What is neurofibromatosis and the Causes of neurofibromatosis?


A neurofibromatosis is a group of rare genetic diseases characterized by the development of multiple benign tumors in the nerves of the body and the skin and the formation of spots.

Neurofibromatosis is a set of rare diseases of a genetic cause that is mainly characterized by the development of multiple benign tumors. That is non-cancerous ones, in the different nerves of the body and the skin, and the formation of spots on the skin with variations in its pigmentation (hyperpigmented or hypopigmented areas).

This disease was first described by a German doctor named Friedrich Daniel von Recklinghausen in 1882. From that moment on, the term von Recklinghausen’s disease or neurofibromatosis type 1 (NF1) as it is known today was coined.

There is also neurofibromatosis type 2 (NF2) or acoustic neurofibromatosis, but it constitutes only 5% of all neurofibromatosis cases.

The prevalence of type 1 neurofibromatosis is approximately one case in 3,000 people, so it is estimated that about two million are affected in the world. Regarding type 2 neurofibromatosis, it is estimated that its prevalence is one case in 45,000 people.

Causes of neurofibromatosis

Scientific evidence has shown that in the case of neurofibromatosis type 1 (NF1), there is an alteration in a gene (mutation) on chromosome 17. This gene regulates the production of a protein called neurofibromin, whose primary function is to inhibit tumor appearance. Mutations can appear spontaneously in 50% of patients for unknown causes, and in the other 50% of cases, the mutation is inherited from parents to children in an autosomal dominant manner.

But what does autosomal dominant inheritance mean? It is inheritance not linked to sex, which occurs when the father or mother inherits a gene with a mutation capable of causing disease because the mutated gene dominates the normal gene. So if one parent is a carrier of the disease and the other is not, the probability that each child inherits the mutated gene is 50%.

In neurofibromatosis type 2 (NF2), the mutation is located in a gene on chromosome 22. About 33 mutations in this gene have been described, and all-cause loss of the ability to suppress tumor formation. It is inherited from parents to children in the same way as autosomal dominant NF1, and cases of absence of family history can also be found because spontaneous mutations have been generated in the affected patient.

Symptoms of neurofibromatosis type 1 (NF1)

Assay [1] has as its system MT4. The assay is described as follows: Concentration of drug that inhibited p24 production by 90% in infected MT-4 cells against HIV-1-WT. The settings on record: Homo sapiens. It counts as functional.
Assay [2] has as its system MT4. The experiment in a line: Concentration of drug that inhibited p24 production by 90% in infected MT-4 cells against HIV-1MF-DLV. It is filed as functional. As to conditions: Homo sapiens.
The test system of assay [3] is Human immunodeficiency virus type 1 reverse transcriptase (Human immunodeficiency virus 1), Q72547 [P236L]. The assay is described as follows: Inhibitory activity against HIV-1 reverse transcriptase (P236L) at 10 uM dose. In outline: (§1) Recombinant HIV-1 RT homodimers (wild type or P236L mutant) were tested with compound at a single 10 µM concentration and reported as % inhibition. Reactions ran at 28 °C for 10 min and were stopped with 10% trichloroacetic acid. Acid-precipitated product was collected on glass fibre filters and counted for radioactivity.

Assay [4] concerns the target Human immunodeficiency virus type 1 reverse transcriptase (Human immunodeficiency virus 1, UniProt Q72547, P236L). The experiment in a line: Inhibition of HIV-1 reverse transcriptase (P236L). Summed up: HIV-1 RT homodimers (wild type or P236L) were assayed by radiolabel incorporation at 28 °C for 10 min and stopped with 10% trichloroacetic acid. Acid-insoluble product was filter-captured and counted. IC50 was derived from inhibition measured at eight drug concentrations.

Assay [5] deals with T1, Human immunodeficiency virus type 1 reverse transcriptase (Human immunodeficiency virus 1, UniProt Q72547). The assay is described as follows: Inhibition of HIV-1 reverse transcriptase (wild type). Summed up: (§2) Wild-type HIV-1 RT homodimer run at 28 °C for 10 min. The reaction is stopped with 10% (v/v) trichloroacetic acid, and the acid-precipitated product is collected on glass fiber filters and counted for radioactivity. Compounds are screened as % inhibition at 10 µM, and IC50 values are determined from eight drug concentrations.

Three main signs define most patients with neurofibromatosis type 1 (NF1), and they are the so-called major signs:

  • Light brown spots on the skin, known as café au lait spots, circumscribing rounded or oval areas, are flat and are caused by an excess accumulation of melanin (skin pigment). They usually appear from childhood (from the first year of life), and their size increases as the child grow. Their number can vary from one or two spots to more than six spots; they are considered very valuable from a diagnostic point of view, as they occur in 10% -20% of patients with NF1. They are mainly found on the skin of the trunk. Small freckles are also observed in other areas such as the neck, armpits, or groin region. These spots have no treatment, but they do not have a risk of malignancy. That is, they do not cause skin cancer.
  • The neurofibromas, which may be dermal (benign tumors presented in skin and nerves), are variable, shape and coloration. They appear during puberty and adolescence, increasing progressively throughout life. They do not cause pain, but they do itch or sting. A type of neurofibroma affects large groups of nerves known as plexiform neurofibromas, which can occur in babies affected by the disease at birth. Another type of neurofibromas can affect vision and is located in the optic nerve (second cranial nerve) and the retina, making it difficult for the nerve impulse to pass from the outside world to the brain.
  • The so-called Lisch nodules (pigmentary hamartomas): are raised, rounded yellow-brownish lesions that affect the iris (pigmented area of ​​the eye). They are seen in 90% of patients with type 1 neurofibromatosis older than six years. These nodules do not alter the visual capacity of the patient. They are difficult to observe with the naked eye, so they must be evaluated by specialists in ophthalmology (through a slit lamp).

Leave a Reply

Your email address will not be published. Required fields are marked *